Only officially recognized as a separate species in 2003, very little is known about Omura’s whales. For decades, the few individuals caught were misidentified as “pygmy” or “dwarf” Bryde’s whales, as both live in the tropical waters of the Indian Ocean and have a very similar appearance. Even then, it was only known from around eight individuals caught by Japan in the 70s, and a handful that had washed up on beaches.
Now, however, researchers have been able to conduct the first-ever field observations of the rare and elusive whales, not in the waters of the Far East where it was first reported, but on the opposite side of the Indian Ocean off the island of Madagascar. They have been able to observe the animals on 44 occasions, allowing them to describe the whales’ feeding, vocal and possible breeding behaviors. They’ve also been able to determine the cetaceans’ habitat preference – thought to be shallow coastal waters – and collect video footage of the whales.
“Over the years, there have been a small handful of possible sightings of Omura's whales, but nothing that was confirmed,” explained Salvatore Cerchio, the lead author of the study published in the Royal Society Open Science journal. “They appear to occur in remote regions and are difficult to find at sea because they are small – they range in length from approximately 33 to 38 feet [10 to 11.5 meters] – and do not put up a prominent blow.”
Photos showing the unique colorations of Omura's whale. Cerchio et al.
The cetacean is a member of the group of whales called rorquals, which also includes the largest of them all, the blue whale. Members of this group feed using what are known as “baleen plates,” which are effectively large combs that filter out small crustaceans and fish from the water. The process is aided by the characteristic parallel grooves that run from the mouth down to the navel of the whales, which allow the mouths of the animals to expand massively.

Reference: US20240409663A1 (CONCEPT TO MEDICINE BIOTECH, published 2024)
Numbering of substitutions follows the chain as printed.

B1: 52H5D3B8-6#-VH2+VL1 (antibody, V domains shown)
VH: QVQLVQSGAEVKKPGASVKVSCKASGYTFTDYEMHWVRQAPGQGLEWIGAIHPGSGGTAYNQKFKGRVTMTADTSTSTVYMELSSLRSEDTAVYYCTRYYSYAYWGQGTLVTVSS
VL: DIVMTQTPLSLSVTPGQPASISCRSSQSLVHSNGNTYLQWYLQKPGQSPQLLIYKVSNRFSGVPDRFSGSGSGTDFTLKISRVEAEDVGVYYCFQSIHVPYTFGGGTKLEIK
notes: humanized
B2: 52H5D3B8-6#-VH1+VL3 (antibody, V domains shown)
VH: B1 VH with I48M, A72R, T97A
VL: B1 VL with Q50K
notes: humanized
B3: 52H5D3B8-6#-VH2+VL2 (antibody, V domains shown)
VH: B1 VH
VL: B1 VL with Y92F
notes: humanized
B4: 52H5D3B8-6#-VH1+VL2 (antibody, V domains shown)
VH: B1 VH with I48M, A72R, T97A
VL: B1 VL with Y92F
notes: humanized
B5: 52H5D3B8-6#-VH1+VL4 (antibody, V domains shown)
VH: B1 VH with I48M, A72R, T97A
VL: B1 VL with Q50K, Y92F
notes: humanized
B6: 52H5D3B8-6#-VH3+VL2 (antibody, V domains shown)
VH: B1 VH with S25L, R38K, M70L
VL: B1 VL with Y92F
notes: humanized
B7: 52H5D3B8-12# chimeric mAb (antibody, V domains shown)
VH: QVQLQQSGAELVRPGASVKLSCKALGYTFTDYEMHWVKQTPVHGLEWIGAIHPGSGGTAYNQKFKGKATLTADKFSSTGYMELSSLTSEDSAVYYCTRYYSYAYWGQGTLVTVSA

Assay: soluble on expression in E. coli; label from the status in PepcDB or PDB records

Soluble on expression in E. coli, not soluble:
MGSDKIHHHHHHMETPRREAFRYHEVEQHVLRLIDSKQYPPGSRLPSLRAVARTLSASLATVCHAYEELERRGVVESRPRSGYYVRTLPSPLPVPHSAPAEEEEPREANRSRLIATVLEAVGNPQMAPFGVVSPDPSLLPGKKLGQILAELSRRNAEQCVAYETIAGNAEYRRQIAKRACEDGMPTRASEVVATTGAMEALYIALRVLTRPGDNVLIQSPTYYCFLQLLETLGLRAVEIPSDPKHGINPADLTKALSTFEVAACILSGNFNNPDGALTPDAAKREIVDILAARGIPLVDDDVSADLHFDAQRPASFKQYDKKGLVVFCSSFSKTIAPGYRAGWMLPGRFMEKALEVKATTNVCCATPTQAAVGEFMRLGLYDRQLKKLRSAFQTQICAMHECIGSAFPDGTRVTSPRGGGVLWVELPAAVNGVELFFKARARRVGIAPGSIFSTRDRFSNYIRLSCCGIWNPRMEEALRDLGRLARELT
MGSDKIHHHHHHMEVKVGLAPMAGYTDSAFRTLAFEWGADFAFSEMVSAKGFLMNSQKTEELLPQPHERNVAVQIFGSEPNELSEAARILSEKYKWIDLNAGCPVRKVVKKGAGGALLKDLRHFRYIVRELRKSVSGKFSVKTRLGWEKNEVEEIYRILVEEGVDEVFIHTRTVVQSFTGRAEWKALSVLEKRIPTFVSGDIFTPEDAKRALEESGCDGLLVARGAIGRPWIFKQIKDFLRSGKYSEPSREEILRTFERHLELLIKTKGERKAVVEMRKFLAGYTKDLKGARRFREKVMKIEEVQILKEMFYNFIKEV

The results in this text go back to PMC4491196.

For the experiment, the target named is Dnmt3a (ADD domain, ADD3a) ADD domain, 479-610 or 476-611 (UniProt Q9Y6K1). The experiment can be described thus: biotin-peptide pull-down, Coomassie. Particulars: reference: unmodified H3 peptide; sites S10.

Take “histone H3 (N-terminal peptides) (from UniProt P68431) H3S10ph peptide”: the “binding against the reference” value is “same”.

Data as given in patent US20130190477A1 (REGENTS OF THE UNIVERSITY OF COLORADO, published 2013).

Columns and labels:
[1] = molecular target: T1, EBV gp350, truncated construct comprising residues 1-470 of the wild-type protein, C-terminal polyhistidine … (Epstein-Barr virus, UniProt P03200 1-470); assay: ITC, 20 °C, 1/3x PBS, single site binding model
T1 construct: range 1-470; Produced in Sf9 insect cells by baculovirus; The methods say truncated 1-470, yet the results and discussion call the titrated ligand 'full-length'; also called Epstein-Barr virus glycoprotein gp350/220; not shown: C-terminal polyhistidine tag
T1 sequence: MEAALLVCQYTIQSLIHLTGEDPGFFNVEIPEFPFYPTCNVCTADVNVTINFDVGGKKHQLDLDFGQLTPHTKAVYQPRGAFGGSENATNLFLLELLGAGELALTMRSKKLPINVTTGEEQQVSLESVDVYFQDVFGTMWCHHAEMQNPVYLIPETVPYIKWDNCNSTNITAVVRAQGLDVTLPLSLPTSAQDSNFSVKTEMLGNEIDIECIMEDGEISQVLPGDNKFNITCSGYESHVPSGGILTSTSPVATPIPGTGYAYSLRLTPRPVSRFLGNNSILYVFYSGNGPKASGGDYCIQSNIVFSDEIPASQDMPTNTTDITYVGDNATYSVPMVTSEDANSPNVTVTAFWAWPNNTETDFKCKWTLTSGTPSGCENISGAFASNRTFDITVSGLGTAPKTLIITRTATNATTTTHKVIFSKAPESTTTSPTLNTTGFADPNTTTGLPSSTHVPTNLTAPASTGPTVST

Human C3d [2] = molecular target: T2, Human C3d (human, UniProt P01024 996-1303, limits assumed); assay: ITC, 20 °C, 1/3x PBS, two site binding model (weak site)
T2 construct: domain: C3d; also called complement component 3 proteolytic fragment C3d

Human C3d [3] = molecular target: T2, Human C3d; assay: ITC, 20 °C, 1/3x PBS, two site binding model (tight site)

So little information is known about the whales that their numbers and range still remain unknown, with the IUCN designating them as “data deficient.” This is probably down to the continued misidentification of the animals, as even the team who have been studying them in Madagascar originally thought they were the larger Bryde’s whale. It was only when they noticed the odd coloration – Omura’s have unique markings where the right side of the lower jaw is white, but the left side is dark – and the smaller size that they suspected they were actually looking at Omura’s.
The researchers want to return to the waters off Madagascar and continue studying the whales, collecting more data on their vocalizations and behavior, and hopefully building a detailed picture of their population, as well as using acoustics to see if they can find the elusive cetaceans in other parts of the ocean.